In the midst of the Carson Wentz to Chicago rumors, NFL Insider Field Yates predicted a different face lining up under center in 2021 for the Bears. Yates recently wrote an article anticipating who will be the starting quarterback for each NFL team in the upcoming season. He claimed that the Bears will start the season with Sam Darnold at the quarterback position.
In an interview on ESPN’s television show Get Up, Yates explained his thinking, saying “The Chicago Bears were actually the last team I filled in for this exercise, and I gave them Sam Darnold,… They need to make a quarterback move. Darnold needs a change of scenery in a major way. He’s just 23 years old. Perhaps Matt Nagy believes he can be the player many thought he would be when he came out of USC.”
Yates is correct that Darnold “needs a change of scenery.” It is quite possible that the 23 year old’s new team unlocks his potential. However, it is uncertain whether the Bears and their coaching staff can be the one to do it. This raises the question, should the Chicago Bears trade for Sam Darnold?
Most of Darnold’s statistics suggest that he is a bonafide bust. The former third overall pick threw nine touchdowns and 11 interceptions for a passer rating of 72.7 in 2020. However, one could argue that these disappointing statistics are due to a lack of help on offense.
Darnold’s best wide receiver was Jamison Crowder, followed by Breshad Perriman and Braxton Berrios. His tight ends were Chris Herndon and Ryan Griffin. At running back, he had an ancient Frank Gore and Ty Johnson. Few quarterbacks could succeed with these options.
His protection was subpar as well. Darnold was sacked 8.8% of the time, third highest in the NFL. He was sacked eight times and pressured on 27.5% of drop backs, ranking eighth in both of those categories.
One final excuse for Darnold’s poor play is the Jets coaching staff. Former Jets head coach Adam Gase is infamous around the NFL, known for his head-scratching decisions. Not many young quarterbacks would be able to develop properly under a coach like that.
At surface level, these setbacks look like Darnold should assume little blame for his struggles. However, Darnold had the worst fourth worst percentage of passes on target at just 71.8%. He also was given the 18th most average time in the pocket, which is not great, but better than what his statistics under pressure show. It raises questions about his comfortability and poise in the pocket.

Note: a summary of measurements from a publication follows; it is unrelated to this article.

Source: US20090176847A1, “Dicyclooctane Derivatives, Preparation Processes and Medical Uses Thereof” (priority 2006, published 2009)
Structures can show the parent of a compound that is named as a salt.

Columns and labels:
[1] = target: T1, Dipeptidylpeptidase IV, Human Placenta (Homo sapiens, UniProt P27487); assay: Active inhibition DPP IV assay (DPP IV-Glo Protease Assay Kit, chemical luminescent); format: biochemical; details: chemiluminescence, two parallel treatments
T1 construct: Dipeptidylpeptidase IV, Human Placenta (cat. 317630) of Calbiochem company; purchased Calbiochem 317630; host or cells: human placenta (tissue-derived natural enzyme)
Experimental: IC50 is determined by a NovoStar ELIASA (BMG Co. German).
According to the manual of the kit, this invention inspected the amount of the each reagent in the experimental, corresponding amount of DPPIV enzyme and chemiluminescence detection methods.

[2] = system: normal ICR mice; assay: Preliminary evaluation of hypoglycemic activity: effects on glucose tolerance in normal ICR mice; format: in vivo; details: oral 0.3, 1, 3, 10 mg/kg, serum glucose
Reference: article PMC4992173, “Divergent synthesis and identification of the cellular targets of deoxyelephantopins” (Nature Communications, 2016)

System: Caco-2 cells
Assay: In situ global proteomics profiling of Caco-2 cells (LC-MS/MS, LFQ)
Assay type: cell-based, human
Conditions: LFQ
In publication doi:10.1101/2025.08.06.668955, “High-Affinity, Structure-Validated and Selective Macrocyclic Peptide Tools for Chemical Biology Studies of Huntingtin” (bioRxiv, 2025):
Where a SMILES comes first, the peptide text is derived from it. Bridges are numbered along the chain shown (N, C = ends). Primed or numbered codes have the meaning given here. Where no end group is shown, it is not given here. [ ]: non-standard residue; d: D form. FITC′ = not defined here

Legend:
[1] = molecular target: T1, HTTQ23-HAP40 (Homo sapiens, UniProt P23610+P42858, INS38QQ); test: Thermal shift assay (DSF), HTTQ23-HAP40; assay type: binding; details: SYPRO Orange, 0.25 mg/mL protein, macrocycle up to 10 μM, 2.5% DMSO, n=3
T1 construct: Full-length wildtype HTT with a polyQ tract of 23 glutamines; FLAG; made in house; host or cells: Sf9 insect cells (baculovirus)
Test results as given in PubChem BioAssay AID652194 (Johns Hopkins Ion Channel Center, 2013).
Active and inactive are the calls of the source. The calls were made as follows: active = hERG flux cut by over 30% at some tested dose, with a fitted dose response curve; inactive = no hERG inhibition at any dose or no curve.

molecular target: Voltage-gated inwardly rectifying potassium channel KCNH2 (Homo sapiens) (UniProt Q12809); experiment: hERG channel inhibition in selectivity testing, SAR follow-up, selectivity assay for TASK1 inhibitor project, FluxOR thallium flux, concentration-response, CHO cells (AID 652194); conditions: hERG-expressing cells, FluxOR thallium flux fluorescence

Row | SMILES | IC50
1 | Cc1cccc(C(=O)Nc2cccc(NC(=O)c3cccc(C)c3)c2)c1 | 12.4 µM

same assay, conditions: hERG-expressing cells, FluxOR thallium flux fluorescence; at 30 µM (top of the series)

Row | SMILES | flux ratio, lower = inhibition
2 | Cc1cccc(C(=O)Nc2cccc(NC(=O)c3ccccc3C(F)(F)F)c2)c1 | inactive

It is difficult to determine whether Darnold’s poor statistics and play represent a bad supporting crew or a bad quarterback. Either way, it shows that Darnold would need much more help on offense to succeed.
Fortunately, the Bears would have to invest less in trading for Darnold than other quarterbacks, such as Deshaun Watson or Derek Carr. According to Ralph Vacchiano of SNY, the best the Jets could get for Darnold would be “second round pick, plus something.” This asking price is much more reasonable for a Bears team that needs an infusion of youth.
Financially, Darnold’s contract would not be a large burden for the Bears. In 2021, he is set to make about $9.8 million, which is not bad for a starting quarterback. After 2021, he has a fifth-year option in place that would allow the Bears to keep him if the plays well and move on if he does not.
Darnold’s price, both financially and in draft capital, is certainly reasonable for a Bears team with limited assets.
The Bears are contenders for Jets quarterback Sam Darnold as they try to fix the quarterback position this offseason. Darnold has potential despite his underwhelming statistics and acquiring him would not be too difficult. However, it is quite possible that Darnold continues to struggle, furthering his label as a bust. It would make sense for the Bears to trade for Darnold if they acquire no one else, but he is too risky of an addition to be Chicago’s number one priority this offseason.
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